The Royal Marines of Garrison Bay

The sun never set on the British Empire, thanks in part to the Royal Marines of Garrison Bay.

The British Empire was at its height in the 1850s when this quiet and calm part of the San Juan Island suddenly bustled with activity as a distant outpost of British power. In 1860 a detachment of Royal Marines arrived at Garrison Bay to build a British military outpost.

Following their victories in the Opium Wars of East Asia, some Royal Marine veterans of the Second Opium War came here to Garrison Bay. They agreed to extend their service for extra pay. Earlier, conflicts between British and American settlers on San Juan had escalated, and the prospect of war threatened the region. As part of the joint occupation of the island agreed upon by the United States and the British Empire, the Marines landed on the site in March of 1860 and quickly began establishing a camp at Garrison Bay.

The Marines dismantled the abandoned Indian longhouse that once stood here, cleared brush, and planted a fenced garden. They initially resided in tents, but as the weather grew colder they constructed living quarters for both the officers and enlisted. They also built the guardhouse near the shore, intended as a defensive measure against threats from the sea, but also used as a prison. Eventually, there were twenty-seven buildings in the camp, which included a commissary, officers quarters, and enlisted barracks.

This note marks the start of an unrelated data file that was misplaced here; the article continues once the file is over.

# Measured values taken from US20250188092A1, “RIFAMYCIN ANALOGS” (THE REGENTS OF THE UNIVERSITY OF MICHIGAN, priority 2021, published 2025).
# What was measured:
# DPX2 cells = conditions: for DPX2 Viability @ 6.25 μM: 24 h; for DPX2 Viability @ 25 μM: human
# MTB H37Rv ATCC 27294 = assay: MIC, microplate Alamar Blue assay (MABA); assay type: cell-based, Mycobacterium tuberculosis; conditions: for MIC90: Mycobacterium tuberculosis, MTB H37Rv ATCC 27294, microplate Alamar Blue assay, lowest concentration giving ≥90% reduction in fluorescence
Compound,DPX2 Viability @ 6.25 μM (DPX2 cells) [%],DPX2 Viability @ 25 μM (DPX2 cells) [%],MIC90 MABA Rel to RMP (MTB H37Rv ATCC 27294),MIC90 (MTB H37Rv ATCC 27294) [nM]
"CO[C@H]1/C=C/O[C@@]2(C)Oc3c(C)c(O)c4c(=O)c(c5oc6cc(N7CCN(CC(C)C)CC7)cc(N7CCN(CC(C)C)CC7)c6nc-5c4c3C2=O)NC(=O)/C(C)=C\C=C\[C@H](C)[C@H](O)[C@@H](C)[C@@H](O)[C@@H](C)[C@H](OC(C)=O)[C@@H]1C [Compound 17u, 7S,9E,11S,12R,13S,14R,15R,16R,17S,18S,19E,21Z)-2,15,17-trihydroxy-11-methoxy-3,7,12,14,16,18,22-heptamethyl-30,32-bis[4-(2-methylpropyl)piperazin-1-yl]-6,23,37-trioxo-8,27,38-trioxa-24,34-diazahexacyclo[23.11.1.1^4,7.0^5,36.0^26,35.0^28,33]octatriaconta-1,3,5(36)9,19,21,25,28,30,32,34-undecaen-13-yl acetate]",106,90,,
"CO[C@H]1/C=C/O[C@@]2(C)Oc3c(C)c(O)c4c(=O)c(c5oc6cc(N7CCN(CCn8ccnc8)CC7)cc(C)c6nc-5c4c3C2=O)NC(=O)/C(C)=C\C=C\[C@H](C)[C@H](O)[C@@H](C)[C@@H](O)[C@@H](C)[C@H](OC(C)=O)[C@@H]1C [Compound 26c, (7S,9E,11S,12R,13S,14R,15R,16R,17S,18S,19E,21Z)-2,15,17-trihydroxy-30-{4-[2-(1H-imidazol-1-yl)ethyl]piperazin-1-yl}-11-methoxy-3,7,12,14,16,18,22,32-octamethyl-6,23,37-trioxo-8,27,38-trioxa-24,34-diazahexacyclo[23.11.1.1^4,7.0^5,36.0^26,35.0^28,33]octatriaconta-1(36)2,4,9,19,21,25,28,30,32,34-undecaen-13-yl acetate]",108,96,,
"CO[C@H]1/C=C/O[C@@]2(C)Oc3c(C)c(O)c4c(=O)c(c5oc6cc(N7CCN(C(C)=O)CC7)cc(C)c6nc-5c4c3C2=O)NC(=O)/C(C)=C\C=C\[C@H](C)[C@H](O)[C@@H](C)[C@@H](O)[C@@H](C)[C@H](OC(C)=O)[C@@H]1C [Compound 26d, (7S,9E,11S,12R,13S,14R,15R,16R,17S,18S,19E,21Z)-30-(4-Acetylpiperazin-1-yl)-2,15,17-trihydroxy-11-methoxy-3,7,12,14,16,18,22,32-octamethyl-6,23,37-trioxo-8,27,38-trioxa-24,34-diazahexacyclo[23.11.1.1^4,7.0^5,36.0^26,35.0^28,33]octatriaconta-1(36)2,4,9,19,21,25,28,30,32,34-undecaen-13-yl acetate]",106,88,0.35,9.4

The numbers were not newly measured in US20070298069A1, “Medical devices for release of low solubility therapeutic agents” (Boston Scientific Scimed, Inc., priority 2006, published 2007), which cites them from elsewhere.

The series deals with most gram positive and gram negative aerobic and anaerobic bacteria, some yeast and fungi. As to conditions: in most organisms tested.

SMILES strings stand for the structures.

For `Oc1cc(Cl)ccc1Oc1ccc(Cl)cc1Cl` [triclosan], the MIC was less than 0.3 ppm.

The men of Garrison Bay came from all over the United Kingdom and had fought and traveled across the British Empire. About one hundred Royal Marines initially garrisoned the camp, almost all of whom were Opium War veterans. These men fought in the 1st and 2nd Royal Marine Battalions, composed from several different smaller units, from 1856 to 1860 in China. These units included the Portsmouth, Plymouth, Chatham, and Woolwich divisions.

During their time at the English camp, the Royal Marines were led by two commanders. From 1860-1867, they were led by Captain George Bazalgette, and then from 1867-1872 by Captain William Delacombe. One of the more notable Marines stationed in the camp was Colour Sergeant John Pettyjohns, the first Royal Marine recipient of the Victoria Cross, Britain’s highest award for heroism. He earned the medal in the Crimean War at the Battle of Inkerman in 1854, where he led a group of Marines to clear occupied caves. Upon exhausting their ammunition inside the caves, they repelled an enemy counterattack with stones.